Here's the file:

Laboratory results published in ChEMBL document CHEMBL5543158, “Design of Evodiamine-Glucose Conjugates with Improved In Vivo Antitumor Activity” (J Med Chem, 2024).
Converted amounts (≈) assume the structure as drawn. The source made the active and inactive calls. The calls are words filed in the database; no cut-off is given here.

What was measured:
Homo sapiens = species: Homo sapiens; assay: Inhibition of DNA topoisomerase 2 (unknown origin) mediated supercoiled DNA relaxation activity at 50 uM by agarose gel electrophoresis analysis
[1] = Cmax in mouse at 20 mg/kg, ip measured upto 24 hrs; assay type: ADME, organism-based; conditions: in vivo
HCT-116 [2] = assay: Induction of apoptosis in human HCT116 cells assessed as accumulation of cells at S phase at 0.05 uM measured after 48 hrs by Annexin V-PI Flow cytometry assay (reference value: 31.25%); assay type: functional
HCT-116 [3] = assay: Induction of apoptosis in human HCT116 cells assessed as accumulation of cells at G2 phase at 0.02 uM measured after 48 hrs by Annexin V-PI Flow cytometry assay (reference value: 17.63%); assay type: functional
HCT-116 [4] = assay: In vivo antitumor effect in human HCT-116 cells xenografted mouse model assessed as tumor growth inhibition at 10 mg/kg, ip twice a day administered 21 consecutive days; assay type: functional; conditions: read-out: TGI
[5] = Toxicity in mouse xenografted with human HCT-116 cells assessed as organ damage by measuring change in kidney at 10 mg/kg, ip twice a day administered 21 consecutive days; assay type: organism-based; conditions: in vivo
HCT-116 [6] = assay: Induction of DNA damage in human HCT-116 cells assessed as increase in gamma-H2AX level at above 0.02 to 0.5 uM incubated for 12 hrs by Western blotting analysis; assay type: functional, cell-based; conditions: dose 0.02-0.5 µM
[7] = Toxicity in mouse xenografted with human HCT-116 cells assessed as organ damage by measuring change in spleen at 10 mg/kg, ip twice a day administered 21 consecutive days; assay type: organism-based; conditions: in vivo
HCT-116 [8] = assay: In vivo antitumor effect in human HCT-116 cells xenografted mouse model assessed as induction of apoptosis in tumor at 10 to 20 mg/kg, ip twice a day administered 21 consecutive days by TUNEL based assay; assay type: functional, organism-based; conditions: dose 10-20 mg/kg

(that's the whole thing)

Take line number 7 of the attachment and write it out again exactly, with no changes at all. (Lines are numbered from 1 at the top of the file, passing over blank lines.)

HCT-116 [3] = assay: Induction of apoptosis in human HCT116 cells assessed as accumulation of cells at G2 phase at 0.02 uM measured after 48 hrs by Annexin V-PI Flow cytometry assay (reference value: 17.63%); assay type: functional